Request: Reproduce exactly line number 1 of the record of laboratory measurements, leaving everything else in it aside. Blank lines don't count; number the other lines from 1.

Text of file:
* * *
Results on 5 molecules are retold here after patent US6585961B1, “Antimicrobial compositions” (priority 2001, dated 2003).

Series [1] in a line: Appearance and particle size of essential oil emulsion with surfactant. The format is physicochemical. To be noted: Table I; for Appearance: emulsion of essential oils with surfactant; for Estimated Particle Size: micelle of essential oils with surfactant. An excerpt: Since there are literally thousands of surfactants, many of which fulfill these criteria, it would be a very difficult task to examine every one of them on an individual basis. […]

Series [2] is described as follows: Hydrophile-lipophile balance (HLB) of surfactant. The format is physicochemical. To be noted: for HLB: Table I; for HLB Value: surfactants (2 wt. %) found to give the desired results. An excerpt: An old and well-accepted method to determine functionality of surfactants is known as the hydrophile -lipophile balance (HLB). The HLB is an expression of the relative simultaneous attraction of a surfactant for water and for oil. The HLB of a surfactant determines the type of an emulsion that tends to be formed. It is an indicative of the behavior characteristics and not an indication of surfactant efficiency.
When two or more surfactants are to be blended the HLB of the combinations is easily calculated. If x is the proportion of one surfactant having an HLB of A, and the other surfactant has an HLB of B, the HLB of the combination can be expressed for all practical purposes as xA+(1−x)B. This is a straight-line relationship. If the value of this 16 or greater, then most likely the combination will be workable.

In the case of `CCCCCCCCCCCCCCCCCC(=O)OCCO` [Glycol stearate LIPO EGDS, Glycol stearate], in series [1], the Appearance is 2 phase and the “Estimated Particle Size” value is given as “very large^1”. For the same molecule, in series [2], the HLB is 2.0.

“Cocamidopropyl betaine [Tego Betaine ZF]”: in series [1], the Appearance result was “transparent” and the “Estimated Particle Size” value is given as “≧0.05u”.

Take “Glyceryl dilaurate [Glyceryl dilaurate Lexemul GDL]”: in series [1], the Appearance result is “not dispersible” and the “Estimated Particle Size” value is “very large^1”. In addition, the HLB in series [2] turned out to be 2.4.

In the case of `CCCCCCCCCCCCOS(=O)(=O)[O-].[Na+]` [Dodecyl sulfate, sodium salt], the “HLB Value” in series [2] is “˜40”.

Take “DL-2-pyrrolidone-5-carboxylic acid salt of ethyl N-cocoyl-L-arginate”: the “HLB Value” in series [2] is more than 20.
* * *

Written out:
Results on 5 molecules are retold here after patent US6585961B1, “Antimicrobial compositions” (priority 2001, dated 2003).